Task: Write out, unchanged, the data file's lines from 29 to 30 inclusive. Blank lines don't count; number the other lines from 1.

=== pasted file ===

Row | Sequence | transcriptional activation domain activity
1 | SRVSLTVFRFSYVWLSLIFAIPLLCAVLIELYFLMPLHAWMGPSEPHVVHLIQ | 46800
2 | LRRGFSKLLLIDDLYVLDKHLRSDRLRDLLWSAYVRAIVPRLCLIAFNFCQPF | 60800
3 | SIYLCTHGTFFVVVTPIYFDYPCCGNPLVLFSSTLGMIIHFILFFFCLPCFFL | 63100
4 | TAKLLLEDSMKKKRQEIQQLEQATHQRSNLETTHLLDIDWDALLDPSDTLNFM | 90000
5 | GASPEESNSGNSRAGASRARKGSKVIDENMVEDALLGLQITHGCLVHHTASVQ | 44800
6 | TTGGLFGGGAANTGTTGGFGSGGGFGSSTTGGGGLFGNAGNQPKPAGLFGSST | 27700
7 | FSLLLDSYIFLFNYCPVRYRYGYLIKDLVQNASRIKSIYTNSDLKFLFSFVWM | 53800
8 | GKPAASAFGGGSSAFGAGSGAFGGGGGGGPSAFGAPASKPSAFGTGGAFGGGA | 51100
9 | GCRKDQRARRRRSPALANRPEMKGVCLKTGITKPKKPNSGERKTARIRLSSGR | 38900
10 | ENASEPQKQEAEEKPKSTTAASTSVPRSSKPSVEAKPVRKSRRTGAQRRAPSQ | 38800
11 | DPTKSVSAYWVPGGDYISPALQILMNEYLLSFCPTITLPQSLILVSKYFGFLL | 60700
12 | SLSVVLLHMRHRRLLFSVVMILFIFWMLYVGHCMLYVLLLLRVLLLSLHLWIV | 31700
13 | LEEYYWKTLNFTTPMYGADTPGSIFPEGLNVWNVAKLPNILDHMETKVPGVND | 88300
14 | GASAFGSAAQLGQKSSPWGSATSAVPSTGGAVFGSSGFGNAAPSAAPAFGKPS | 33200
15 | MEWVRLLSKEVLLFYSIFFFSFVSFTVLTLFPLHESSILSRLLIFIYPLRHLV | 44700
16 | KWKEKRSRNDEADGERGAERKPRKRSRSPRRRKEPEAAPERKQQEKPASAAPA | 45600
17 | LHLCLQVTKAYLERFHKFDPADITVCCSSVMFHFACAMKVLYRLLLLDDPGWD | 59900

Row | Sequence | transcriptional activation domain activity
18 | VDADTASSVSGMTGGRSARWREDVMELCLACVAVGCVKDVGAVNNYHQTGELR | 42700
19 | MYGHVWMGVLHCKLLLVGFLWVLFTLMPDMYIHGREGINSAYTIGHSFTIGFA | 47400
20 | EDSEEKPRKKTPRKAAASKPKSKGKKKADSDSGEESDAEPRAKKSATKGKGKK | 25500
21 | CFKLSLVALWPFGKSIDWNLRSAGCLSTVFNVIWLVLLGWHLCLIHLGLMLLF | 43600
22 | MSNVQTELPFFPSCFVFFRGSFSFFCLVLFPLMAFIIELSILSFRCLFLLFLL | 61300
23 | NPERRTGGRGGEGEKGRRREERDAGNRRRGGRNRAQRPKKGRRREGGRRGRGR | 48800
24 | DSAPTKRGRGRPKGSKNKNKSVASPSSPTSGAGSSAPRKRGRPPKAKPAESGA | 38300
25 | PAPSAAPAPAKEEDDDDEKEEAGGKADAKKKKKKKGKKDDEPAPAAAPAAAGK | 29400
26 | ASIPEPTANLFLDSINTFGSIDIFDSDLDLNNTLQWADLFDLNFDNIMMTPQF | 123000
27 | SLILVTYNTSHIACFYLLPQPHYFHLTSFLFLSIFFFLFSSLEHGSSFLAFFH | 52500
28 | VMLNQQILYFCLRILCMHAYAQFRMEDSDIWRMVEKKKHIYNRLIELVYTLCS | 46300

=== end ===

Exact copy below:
27 | SLILVTYNTSHIACFYLLPQPHYFHLTSFLFLSIFFFLFSSLEHGSSFLAFFH | 52500
28 | VMLNQQILYFCLRILCMHAYAQFRMEDSDIWRMVEKKKHIYNRLIELVYTLCS | 46300